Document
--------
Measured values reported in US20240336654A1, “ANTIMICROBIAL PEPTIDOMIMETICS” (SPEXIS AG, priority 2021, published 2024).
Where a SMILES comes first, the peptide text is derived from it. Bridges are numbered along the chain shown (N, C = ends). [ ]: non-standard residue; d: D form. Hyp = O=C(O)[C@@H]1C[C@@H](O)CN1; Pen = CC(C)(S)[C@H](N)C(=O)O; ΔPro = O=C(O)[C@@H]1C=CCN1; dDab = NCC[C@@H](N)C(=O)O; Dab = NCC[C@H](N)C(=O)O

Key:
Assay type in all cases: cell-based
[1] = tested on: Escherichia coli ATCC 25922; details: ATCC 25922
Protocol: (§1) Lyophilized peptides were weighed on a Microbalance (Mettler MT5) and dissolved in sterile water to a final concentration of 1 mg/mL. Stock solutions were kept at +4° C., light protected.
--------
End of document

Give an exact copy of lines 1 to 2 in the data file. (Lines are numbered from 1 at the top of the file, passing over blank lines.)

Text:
Measured values reported in US20240336654A1, “ANTIMICROBIAL PEPTIDOMIMETICS” (SPEXIS AG, priority 2021, published 2024).
Where a SMILES comes first, the peptide text is derived from it. Bridges are numbered along the chain shown (N, C = ends). [ ]: non-standard residue; d: D form. Hyp = O=C(O)[C@@H]1C[C@@H](O)CN1; Pen = CC(C)(S)[C@H](N)C(=O)O; ΔPro = O=C(O)[C@@H]1C=CCN1; dDab = NCC[C@@H](N)C(=O)O; Dab = NCC[C@H](N)C(=O)O